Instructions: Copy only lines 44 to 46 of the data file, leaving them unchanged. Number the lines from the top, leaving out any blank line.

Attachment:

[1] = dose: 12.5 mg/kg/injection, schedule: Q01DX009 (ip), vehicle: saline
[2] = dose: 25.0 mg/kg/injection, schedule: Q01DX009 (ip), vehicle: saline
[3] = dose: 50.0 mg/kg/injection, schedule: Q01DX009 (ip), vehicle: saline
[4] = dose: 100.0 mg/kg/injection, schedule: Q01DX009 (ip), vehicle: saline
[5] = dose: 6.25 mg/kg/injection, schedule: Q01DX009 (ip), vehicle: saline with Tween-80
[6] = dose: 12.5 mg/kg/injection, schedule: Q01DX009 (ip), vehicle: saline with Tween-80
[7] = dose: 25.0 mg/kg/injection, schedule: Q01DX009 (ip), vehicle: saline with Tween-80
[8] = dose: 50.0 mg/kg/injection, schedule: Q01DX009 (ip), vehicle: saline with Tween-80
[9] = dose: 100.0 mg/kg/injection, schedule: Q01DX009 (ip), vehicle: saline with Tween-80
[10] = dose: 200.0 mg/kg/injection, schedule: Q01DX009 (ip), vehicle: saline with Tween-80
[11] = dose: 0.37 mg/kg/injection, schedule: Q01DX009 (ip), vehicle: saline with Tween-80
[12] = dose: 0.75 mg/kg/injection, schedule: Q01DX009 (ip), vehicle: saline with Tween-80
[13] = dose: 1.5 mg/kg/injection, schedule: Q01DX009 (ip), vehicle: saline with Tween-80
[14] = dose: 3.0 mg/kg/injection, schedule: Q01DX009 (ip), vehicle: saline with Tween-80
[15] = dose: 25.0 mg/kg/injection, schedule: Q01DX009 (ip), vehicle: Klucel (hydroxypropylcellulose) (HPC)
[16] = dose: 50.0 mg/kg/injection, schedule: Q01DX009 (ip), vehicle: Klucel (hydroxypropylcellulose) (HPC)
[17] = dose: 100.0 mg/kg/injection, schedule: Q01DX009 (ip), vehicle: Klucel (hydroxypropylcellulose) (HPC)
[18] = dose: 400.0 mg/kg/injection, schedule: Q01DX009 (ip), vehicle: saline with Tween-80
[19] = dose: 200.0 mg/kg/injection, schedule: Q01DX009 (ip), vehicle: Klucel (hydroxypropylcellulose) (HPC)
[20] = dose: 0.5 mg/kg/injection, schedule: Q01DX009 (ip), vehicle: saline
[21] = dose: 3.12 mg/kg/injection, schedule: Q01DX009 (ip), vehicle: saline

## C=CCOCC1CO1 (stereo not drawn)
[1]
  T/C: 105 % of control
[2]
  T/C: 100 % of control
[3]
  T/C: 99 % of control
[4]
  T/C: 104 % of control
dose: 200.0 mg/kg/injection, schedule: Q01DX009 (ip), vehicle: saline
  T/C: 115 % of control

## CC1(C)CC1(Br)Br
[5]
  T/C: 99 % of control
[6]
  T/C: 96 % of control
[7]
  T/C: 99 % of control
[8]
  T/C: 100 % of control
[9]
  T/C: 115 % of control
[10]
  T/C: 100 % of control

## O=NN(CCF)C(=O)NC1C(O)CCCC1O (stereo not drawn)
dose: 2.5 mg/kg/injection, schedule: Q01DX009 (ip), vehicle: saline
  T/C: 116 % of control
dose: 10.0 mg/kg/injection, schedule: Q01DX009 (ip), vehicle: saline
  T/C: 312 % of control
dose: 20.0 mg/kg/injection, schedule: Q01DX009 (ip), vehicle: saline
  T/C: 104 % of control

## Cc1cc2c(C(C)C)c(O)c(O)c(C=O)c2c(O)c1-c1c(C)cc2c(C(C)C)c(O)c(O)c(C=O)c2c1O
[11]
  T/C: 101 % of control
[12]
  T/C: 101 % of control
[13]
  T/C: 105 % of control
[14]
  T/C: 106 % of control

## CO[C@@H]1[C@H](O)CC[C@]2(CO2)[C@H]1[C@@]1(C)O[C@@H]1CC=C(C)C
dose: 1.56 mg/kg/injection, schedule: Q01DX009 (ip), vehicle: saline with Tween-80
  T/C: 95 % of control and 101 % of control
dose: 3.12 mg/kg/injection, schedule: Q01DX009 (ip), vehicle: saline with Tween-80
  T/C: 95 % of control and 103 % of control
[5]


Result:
[10]
  T/C: 100 % of control

## O=NN(CCF)C(=O)NC1C(O)CCCC1O (stereo not drawn)